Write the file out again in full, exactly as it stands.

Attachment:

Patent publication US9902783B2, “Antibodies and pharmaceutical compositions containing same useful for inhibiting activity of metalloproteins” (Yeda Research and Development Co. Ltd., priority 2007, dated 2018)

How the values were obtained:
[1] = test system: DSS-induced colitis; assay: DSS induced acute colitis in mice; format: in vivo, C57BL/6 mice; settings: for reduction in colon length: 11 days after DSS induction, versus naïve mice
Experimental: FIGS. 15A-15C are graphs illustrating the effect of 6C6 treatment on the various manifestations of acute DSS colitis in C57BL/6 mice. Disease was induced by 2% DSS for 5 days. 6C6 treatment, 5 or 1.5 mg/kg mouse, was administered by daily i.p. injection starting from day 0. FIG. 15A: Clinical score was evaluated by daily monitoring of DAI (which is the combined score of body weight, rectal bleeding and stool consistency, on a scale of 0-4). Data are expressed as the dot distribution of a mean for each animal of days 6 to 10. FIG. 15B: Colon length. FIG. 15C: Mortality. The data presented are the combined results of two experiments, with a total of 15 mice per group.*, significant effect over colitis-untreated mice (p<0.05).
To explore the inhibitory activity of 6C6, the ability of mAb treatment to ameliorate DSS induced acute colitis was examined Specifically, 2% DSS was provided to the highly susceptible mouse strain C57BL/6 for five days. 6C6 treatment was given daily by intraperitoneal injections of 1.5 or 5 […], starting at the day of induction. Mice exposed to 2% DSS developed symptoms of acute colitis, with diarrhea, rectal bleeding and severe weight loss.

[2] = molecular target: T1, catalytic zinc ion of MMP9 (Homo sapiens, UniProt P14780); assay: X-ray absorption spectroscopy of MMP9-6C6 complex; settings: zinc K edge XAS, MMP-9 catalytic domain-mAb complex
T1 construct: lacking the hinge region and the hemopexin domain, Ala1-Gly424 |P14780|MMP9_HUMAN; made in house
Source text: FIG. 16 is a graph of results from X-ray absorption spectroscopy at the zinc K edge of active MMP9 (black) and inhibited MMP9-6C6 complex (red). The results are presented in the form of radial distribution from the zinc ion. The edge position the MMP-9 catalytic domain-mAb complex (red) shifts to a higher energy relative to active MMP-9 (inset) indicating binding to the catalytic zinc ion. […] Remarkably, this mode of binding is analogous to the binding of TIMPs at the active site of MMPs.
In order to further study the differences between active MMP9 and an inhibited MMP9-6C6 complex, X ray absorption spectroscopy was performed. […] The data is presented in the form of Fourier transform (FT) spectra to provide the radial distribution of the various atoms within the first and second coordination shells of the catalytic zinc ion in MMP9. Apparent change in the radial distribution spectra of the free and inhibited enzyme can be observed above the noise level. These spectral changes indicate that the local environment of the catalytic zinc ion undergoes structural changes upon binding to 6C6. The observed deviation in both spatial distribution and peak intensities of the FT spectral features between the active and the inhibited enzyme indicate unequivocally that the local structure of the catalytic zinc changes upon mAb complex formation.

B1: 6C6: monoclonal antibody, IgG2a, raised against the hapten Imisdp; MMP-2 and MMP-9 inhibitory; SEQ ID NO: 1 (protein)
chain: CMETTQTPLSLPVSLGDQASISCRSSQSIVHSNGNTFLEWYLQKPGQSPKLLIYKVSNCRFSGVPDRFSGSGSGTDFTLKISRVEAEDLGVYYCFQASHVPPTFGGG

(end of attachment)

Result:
Patent publication US9902783B2, “Antibodies and pharmaceutical compositions containing same useful for inhibiting activity of metalloproteins” (Yeda Research and Development Co. Ltd., priority 2007, dated 2018)

How the values were obtained:
[1] = test system: DSS-induced colitis; assay: DSS induced acute colitis in mice; format: in vivo, C57BL/6 mice; settings: for reduction in colon length: 11 days after DSS induction, versus naïve mice
Experimental: FIGS. 15A-15C are graphs illustrating the effect of 6C6 treatment on the various manifestations of acute DSS colitis in C57BL/6 mice. Disease was induced by 2% DSS for 5 days. 6C6 treatment, 5 or 1.5 mg/kg mouse, was administered by daily i.p. injection starting from day 0. FIG. 15A: Clinical score was evaluated by daily monitoring of DAI (which is the combined score of body weight, rectal bleeding and stool consistency, on a scale of 0-4). Data are expressed as the dot distribution of a mean for each animal of days 6 to 10. FIG. 15B: Colon length. FIG. 15C: Mortality. The data presented are the combined results of two experiments, with a total of 15 mice per group.*, significant effect over colitis-untreated mice (p<0.05).
To explore the inhibitory activity of 6C6, the ability of mAb treatment to ameliorate DSS induced acute colitis was examined Specifically, 2% DSS was provided to the highly susceptible mouse strain C57BL/6 for five days. 6C6 treatment was given daily by intraperitoneal injections of 1.5 or 5 […], starting at the day of induction. Mice exposed to 2% DSS developed symptoms of acute colitis, with diarrhea, rectal bleeding and severe weight loss.

[2] = molecular target: T1, catalytic zinc ion of MMP9 (Homo sapiens, UniProt P14780); assay: X-ray absorption spectroscopy of MMP9-6C6 complex; settings: zinc K edge XAS, MMP-9 catalytic domain-mAb complex
T1 construct: lacking the hinge region and the hemopexin domain, Ala1-Gly424 |P14780|MMP9_HUMAN; made in house
Source text: FIG. 16 is a graph of results from X-ray absorption spectroscopy at the zinc K edge of active MMP9 (black) and inhibited MMP9-6C6 complex (red). The results are presented in the form of radial distribution from the zinc ion. The edge position the MMP-9 catalytic domain-mAb complex (red) shifts to a higher energy relative to active MMP-9 (inset) indicating binding to the catalytic zinc ion. […] Remarkably, this mode of binding is analogous to the binding of TIMPs at the active site of MMPs.
In order to further study the differences between active MMP9 and an inhibited MMP9-6C6 complex, X ray absorption spectroscopy was performed. […] The data is presented in the form of Fourier transform (FT) spectra to provide the radial distribution of the various atoms within the first and second coordination shells of the catalytic zinc ion in MMP9. Apparent change in the radial distribution spectra of the free and inhibited enzyme can be observed above the noise level. These spectral changes indicate that the local environment of the catalytic zinc ion undergoes structural changes upon binding to 6C6. The observed deviation in both spatial distribution and peak intensities of the FT spectral features between the active and the inhibited enzyme indicate unequivocally that the local structure of the catalytic zinc changes upon mAb complex formation.

B1: 6C6: monoclonal antibody, IgG2a, raised against the hapten Imisdp; MMP-2 and MMP-9 inhibitory; SEQ ID NO: 1 (protein)
chain: CMETTQTPLSLPVSLGDQASISCRSSQSIVHSNGNTFLEWYLQKPGQSPKLLIYKVSNCRFSGVPDRFSGSGSGTDFTLKISRVEAEDLGVYYCFQASHVPPTFGGG